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Mediation and Arbitration as a Civil Alternative to the Criminal Justice System - An Overview and Legal Analysis

NCJ Number
American University Law Review Volume: 29 Issue: 1 Dated: (Fall 1979) Pages: 17-81
P R Rice
Date Published
65 pages
This paper presents an overview and legal analysis of mediation and arbitration programs as an alternative to the criminal justice system in resolving disputes.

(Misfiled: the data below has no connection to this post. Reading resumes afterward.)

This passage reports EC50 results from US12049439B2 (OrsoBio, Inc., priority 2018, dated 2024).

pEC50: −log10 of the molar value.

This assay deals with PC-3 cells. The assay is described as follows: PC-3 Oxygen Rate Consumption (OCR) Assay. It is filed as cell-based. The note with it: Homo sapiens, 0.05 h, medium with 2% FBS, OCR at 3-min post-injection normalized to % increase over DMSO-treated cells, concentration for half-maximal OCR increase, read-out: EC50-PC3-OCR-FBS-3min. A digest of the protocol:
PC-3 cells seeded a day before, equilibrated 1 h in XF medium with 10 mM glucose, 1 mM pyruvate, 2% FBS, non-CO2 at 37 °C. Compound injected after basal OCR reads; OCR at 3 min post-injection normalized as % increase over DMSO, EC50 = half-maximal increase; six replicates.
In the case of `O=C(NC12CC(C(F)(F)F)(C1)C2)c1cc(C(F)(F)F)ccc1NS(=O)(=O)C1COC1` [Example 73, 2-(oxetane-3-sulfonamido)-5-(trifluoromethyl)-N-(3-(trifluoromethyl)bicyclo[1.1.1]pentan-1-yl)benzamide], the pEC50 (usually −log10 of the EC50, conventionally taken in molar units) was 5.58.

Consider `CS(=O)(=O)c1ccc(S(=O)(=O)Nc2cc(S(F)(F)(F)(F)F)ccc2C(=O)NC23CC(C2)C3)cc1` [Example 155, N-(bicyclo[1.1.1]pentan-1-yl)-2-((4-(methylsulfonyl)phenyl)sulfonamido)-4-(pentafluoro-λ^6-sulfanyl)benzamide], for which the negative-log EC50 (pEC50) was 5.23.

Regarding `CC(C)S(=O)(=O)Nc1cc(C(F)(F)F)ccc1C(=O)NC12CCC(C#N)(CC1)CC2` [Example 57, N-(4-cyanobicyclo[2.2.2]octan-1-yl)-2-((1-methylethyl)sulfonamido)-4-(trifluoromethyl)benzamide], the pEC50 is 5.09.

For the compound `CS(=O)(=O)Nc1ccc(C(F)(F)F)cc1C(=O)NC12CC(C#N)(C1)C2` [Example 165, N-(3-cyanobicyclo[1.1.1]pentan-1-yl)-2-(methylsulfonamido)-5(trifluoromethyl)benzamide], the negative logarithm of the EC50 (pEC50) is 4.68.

Burgeoning caseloads coupled with procedural delays have been major factors in reducing the effectiveness of the criminal justice system as a vehicle for resolving disputes. Mediation and arbitration programs can help relieve some of the debilitating pressures on the criminal justice system. Mediation programs provide a neutral person to assist the accused and the alleged victim in arriving at a mutually agreeable solution to their dispute. Arbitration programs provide THAT, if the parties fail to reach a settlement, the arbitrator has the authority, consented to beforehand by the parties involved, to impose a solution. Although such programs vary substantially in their structure and in the types of disputes handled, they generally follow the same procedure for acquiring the consent of the disputing parties shortly after arrest and of deferring the prosecution for a period, pending an attempt to resolve the problems. Mediation/arbitration programs emphasize the personal responsibility of each party rather than the narrow assessment of legal fault. Catharsis is sought through the supervised confrontation of parties. Although not a panacea, mediation AND arbitration OFFER the potential for providing more meaningful and lasting solutions to ongoing disputes in a more efficient and economical fashion. Due process issues are prevalent throughout the programs, but they can be avoided by using minimal care in structuring the programs around identifiable goals and resources. Footnotes are provided.